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In my unit tests, I would like to force the validation of a code first POCO that has DataAnnotations on it.

The MVC framework bust be doing it behind the scenes, and basically I would like to know how, so I can hopefully make use of it.

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2 Answers 2

up vote 4 down vote accepted

The MVC framework bust be doing it behind the scenes, and basically I would like to know how, so I can hopefully make use of it.

It's the default model binder that is responsible for invoking the validation of the model once it has bound it from the request values.

You could invoke the validation process manually by using a ValidationContext.

Let's suppose that you have a model:

public class Foo
{
    [Required(ErrorMessage = "the Bar is absolutely required")]
    public string Bar { get; set; }
}

and then you could unit test it:

[TestMethod]
public void The_Bar_Is_Required()
{
    // arrange
    var foo = new Foo();
    var results = new List<ValidationResult>();
    var context = new ValidationContext(foo, null, null);

    // act
    var actual = Validator.TryValidateObject(foo, context, results);

    // assert
    Assert.IsFalse(actual);
}

Alternatively to using DataAnnotations you could use FluentValidation.NET to perform validation on your view models. It integrates nicely with ASP.NET MVC and it allows you to unit test your validators in a very elegant way.

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Thanks, that is a big help, one more thing I need though, is to then reflect the result of this validation on the controller, so that the ModelState is set accordingly, any ideas? –  Justin Harvey Sep 20 '12 at 10:09
    
Wait a minute. A unit test means that something is tested in isolation. You shouldn't have the same test for your controller action and for validation. You should have one unit test for validation (already shown in my answer) and another unit test for your controller action. In the unit test for your controller action if you want to simulate ModelState.IsValid returning false then simply manually add an error to the ModelState inside your unit test: ModelState.AddModelError("Foo", "The foo field is required");. Now when you invoke the controller action the ModelState won't be valid. –  Darin Dimitrov Sep 20 '12 at 10:12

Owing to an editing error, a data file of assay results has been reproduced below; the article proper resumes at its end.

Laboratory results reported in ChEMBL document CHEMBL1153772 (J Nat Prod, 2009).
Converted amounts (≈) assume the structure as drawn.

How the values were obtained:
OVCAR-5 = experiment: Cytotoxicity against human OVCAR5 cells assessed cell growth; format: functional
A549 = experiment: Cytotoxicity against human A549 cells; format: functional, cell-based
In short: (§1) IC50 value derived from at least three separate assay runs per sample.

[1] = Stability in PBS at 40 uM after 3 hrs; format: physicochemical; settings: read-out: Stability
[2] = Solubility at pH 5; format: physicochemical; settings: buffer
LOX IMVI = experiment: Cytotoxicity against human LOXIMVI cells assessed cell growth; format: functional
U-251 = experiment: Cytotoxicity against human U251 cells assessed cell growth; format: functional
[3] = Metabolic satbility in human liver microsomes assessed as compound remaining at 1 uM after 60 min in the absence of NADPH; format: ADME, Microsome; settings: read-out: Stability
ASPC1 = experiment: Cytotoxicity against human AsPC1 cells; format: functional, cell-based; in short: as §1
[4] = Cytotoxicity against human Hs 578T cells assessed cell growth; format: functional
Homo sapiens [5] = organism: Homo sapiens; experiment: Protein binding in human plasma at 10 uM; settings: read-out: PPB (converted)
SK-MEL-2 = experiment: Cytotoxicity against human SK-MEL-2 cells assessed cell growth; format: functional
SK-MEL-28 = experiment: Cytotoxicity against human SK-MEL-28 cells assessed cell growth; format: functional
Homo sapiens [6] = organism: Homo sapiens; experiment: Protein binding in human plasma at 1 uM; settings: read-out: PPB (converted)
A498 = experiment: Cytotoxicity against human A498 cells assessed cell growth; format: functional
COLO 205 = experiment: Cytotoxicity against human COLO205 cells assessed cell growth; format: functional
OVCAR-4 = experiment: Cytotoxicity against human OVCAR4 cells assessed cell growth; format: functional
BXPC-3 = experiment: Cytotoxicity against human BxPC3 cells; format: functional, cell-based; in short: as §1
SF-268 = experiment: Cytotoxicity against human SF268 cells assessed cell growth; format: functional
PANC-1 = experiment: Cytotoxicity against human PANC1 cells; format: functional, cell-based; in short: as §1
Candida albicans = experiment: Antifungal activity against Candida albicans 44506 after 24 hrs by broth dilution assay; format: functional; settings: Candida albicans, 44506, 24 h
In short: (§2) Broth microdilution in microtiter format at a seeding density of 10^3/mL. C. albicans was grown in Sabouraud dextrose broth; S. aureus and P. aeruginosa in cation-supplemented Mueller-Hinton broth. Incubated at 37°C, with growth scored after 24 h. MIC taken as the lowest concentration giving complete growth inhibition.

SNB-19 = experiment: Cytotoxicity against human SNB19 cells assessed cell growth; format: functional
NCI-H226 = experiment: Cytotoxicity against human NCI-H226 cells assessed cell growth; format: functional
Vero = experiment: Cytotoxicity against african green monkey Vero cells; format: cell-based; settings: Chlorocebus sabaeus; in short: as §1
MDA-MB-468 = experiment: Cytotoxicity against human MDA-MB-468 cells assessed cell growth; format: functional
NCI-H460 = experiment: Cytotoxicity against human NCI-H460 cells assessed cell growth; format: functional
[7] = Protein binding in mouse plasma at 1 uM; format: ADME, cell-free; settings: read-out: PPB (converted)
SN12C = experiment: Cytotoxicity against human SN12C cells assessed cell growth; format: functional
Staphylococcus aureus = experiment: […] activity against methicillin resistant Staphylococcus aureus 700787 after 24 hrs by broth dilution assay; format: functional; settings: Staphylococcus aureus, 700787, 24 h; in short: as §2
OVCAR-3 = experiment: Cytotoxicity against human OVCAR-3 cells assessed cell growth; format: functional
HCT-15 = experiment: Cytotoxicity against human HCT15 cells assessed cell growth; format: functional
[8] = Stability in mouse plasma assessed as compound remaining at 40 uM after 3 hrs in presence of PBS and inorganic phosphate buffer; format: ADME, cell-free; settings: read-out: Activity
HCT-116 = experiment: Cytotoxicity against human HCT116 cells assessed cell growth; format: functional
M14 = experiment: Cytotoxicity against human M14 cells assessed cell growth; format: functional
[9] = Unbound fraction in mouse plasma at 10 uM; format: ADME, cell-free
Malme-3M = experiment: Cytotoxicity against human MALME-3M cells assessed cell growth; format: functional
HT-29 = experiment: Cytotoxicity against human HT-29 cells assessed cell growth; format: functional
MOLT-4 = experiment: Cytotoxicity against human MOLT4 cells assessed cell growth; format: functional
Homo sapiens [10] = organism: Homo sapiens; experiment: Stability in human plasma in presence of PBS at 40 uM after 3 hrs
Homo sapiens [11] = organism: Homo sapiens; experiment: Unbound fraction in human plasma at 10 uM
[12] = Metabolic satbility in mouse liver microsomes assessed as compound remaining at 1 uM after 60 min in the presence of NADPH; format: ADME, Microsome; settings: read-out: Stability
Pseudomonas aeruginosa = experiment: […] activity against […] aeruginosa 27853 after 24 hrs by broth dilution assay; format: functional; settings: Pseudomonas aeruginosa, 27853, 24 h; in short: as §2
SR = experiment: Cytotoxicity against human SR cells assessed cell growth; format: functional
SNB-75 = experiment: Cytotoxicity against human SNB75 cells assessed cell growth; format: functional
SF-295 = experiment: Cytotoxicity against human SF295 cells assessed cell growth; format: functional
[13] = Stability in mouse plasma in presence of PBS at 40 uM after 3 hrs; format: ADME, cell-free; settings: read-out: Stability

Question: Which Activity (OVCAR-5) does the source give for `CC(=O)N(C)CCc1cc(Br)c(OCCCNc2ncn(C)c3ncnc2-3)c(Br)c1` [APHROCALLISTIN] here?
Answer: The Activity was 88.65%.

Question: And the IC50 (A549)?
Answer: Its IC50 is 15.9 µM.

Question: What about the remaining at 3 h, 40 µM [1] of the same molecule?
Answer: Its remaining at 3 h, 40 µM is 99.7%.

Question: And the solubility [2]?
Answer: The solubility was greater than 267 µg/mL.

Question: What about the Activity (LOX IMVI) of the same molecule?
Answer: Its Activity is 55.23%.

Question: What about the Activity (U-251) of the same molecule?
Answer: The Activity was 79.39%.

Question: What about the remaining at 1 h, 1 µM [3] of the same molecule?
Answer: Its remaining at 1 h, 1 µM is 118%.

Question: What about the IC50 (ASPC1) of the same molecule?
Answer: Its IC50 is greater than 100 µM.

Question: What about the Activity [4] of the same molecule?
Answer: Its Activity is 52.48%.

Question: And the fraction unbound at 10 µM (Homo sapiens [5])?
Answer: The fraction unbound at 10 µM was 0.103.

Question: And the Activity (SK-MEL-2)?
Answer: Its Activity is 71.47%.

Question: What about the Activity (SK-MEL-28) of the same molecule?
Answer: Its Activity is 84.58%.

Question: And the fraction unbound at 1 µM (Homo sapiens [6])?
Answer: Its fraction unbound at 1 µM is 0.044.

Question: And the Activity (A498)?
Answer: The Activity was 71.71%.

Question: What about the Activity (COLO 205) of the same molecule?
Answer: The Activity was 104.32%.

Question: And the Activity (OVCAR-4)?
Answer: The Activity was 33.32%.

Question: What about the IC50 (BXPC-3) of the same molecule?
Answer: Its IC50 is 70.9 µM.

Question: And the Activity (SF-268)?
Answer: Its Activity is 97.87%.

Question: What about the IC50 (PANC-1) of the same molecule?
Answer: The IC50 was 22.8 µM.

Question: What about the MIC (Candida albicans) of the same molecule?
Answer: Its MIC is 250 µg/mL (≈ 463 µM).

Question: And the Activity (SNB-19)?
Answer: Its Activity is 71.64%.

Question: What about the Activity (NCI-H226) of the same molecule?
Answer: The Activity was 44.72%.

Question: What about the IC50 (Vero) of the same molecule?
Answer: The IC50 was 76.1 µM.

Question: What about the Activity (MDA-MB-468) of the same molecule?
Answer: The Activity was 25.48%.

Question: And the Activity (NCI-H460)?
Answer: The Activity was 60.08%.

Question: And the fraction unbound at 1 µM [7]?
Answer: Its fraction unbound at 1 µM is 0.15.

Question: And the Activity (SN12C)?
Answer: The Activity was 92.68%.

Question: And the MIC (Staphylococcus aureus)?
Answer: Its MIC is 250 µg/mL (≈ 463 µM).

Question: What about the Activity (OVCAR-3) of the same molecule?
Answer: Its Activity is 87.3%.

Yes, that is exactly what I have at the moment and it works. I just thought it would be nicer if I could unit test the action with a model that would fail validation, so I could check that a genuine model validation failure would be picked up and handled correctly by the controller. –  Justin Harvey Sep 20 '12 at 10:15

I just answered a similar question.

I usually unit test my model validation setup by directly calling the facade methods of System.ComponentModel.DataAnnotations.Validator.

I wrote a article on the subject http://timoch.com/blog/2013/06/unit-testing-model-validation-with-mvcs-dataannotations/

I end up with code like this (the article show a cleaner and reusable unit test base class for model validation)

[Test]
[TestCaseSource("ValidationRule_Source")]
public void ValidationRule(ValidateRuleSpec spec) {
    // Arrange
    var model = CreateValidPersonModel();
    // Apply bad valud
    model.GetType().GetProperty(spec.MemberName).SetValue(model, spec.BadValue);

    // Act
    var validationResults = new List<ValidationResult>();
    var success = Validator.TryValidateObject(model, new ValidationContext(model), validationResults, true);

    // Assert
    Expect(success, False);
    Expect(validationResults.Count, EqualTo(1));
    Expect(validationResults.SingleOrDefault(r => r.MemberNames.Contains(spec.MemberName)), Not.Null);
}

public IEnumerable<ValidateRuleSpec> ValidationRule_Source() {
    yield return new ValidateRuleSpec() {
        BadValue = null,
        MemberName = "FirstName"
    };
    yield return new ValidateRuleSpec() {
        BadValue = string.Empty,
        MemberName = "FirstName"
    };
    yield return new ValidateRuleSpec() {
        BadValue = null,
        MemberName = "LastName"
    };
    /* ... */
}

I don't like trusting code to just work so I systematically write unit test for my model validation code. However, I do trust the framework/model binder to execute validation. This unit test allows me to write controller that trust the validation is OK.

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